The transmembrane serine protease matriptase-2, encoded by the TMPRSS6 gene, is expressed in the liver and is a negative regulator of hepcidin expression [1]. In humans, mutations in TMPRSS6 lead to a genetic disorder characterized by an iron refractory iron deficiency anemia (IRIDA) that is unresponsive to oral iron treatment but partially responsive to parenteral iron therapy [2]. The importance of TMPRSS6 in the control of iron homeostasis and normal erythropoiesis in humans has been highlighted by genome-wide association studies. These studies identified common TMPRSS6 variants associated with hematological parameters and serum iron concentration [3].

Hepcidin is a peptide hormone produced by the liver that controls iron absorption at the intestinal level, and iron release from macrophages and hepatocytes. Hepcidin binds to the plasma membrane iron exporter ferroportin and induces its endocytosis and proteolysis, preventing release of iron into the plasma [4]. It is now well established that hepcidin expression is regulated by the BMP-SMAD pathway in response to iron variation [5]. Mutated forms of matriptase-2 are unable to cleave membrane hemojuvelin [6], resulting in a stimulation of the BMP-SMAD signaling pathway and an inappropriately high hepcidin expression.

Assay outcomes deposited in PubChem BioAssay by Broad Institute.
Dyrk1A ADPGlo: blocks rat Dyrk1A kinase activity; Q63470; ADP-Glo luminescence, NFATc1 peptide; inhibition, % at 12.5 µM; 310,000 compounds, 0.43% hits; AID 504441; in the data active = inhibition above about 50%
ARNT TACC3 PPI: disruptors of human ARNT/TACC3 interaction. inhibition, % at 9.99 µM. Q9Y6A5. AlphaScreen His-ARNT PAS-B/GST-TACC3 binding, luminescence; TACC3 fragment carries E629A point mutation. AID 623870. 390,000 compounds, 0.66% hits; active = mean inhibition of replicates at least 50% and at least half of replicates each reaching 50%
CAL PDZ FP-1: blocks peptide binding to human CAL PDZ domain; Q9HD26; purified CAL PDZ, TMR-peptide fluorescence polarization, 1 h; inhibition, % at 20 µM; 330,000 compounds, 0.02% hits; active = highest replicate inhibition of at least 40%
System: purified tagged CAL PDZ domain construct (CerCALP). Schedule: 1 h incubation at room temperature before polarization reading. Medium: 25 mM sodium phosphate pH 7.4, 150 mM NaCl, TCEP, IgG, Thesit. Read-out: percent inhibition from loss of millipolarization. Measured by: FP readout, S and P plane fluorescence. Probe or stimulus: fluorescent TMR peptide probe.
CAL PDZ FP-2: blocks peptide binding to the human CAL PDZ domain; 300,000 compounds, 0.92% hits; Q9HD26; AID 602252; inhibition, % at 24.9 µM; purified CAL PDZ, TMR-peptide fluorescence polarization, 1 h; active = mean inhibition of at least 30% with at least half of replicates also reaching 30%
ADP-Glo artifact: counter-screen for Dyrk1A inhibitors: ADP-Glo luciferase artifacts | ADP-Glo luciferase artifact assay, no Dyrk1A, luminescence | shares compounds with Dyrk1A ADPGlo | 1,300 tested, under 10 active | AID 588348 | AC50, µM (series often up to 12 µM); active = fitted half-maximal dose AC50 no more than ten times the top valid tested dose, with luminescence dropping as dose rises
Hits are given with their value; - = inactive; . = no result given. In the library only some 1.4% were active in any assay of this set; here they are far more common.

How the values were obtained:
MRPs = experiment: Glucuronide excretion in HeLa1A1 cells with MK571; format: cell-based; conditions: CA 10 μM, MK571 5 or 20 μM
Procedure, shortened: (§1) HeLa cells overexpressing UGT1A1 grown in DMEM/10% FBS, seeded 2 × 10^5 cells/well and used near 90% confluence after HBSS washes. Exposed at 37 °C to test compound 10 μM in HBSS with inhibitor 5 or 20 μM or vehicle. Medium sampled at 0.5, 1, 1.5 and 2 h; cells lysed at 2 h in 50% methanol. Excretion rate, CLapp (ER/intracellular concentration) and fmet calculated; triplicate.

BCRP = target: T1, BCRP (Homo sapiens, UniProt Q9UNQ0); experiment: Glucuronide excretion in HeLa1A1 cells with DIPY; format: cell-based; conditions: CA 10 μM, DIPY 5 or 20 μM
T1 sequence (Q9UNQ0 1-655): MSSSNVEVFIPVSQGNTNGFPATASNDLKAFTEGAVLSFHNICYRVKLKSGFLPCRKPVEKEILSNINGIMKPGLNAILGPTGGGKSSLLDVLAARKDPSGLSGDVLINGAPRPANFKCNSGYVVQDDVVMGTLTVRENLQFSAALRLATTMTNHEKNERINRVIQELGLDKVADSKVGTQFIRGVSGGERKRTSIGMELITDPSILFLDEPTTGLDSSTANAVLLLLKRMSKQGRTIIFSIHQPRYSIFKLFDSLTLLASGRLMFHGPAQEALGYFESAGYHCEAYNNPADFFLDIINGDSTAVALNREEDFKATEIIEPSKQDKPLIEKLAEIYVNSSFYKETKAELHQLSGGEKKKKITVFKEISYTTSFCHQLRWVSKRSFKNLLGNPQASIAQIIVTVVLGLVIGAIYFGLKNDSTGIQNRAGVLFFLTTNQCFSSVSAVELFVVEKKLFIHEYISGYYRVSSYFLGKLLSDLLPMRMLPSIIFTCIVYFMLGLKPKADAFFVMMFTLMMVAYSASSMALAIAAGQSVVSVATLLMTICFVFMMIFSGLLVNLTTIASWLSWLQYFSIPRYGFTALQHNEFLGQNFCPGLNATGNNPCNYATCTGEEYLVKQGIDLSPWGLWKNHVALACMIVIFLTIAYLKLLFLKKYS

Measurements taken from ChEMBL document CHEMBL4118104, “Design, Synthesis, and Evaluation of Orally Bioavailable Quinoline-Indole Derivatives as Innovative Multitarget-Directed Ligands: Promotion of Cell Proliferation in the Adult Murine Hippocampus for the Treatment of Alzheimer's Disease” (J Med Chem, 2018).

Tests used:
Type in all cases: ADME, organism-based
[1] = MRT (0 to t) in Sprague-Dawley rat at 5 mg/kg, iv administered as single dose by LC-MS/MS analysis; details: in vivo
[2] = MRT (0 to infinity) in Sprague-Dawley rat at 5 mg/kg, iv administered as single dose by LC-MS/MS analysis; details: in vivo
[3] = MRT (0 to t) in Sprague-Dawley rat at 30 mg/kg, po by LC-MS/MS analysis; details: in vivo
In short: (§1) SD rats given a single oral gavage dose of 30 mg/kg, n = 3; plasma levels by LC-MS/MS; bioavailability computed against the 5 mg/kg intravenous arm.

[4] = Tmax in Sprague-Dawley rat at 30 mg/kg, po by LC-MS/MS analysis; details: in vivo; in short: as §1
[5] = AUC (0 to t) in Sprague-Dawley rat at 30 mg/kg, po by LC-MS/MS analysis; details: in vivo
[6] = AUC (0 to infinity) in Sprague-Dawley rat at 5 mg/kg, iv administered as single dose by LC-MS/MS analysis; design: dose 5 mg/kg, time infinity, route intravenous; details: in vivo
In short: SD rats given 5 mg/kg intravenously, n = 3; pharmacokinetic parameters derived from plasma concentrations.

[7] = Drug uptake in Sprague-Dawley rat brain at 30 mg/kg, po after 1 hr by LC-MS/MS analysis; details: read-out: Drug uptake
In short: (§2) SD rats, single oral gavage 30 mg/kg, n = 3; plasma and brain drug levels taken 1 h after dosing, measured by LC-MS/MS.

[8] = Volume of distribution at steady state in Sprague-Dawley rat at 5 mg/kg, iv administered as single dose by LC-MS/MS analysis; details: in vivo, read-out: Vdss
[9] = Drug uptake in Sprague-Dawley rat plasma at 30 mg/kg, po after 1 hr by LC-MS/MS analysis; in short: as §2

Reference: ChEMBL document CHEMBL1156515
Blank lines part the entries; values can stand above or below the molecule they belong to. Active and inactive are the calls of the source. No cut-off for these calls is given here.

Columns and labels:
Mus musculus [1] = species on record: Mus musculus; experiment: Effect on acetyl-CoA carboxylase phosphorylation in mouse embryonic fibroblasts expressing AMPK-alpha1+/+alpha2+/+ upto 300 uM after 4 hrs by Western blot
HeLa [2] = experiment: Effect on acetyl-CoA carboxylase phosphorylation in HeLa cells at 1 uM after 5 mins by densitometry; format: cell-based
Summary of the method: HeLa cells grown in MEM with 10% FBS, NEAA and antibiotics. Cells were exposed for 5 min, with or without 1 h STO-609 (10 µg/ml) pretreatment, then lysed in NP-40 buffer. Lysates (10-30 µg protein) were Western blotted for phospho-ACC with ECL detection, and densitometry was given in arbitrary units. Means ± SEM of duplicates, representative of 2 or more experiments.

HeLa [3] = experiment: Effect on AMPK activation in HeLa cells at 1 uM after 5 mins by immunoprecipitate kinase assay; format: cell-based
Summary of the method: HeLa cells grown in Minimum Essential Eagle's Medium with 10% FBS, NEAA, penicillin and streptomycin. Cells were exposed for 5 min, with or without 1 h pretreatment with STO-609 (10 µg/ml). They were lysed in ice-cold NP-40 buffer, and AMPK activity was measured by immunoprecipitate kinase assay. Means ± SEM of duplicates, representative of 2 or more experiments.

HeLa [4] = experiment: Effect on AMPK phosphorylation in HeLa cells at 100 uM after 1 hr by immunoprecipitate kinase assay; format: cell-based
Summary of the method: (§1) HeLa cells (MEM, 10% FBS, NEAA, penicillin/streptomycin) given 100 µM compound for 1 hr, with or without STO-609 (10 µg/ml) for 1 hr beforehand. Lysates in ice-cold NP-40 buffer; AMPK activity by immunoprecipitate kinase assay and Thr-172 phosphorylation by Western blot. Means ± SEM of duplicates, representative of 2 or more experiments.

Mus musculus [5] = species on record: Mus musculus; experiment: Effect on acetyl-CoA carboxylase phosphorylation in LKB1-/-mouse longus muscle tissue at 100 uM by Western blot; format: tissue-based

Recently, matriptase-2 has been demonstrated to be induced by acute iron deprivation [7], hypoxia [8], and erythropoietin [9], and by activators of hepcidin expression such as BMP6 and iron [10]. It is likely that matriptase-2 is upregulated by these activators of hepcidin expression as a negative feedback mechanism to control excessive increases in hepcidin. Thus, matriptase-2 has a pleiotropic role in hepcidin regulation in response to a number of stimuli.

Inflammation is a potent stimulator of hepcidin expression. The upregulation of hepcidin in response to inflammation promotes hypoferremia through the downregulation of ferroportin iron export activity. Hepcidin induction has been hypothesized to have a protective role in infection by sequestering iron from invading pathogens. As an antimicrobial peptide, hepcidin itself may also have additional roles in immunity [11].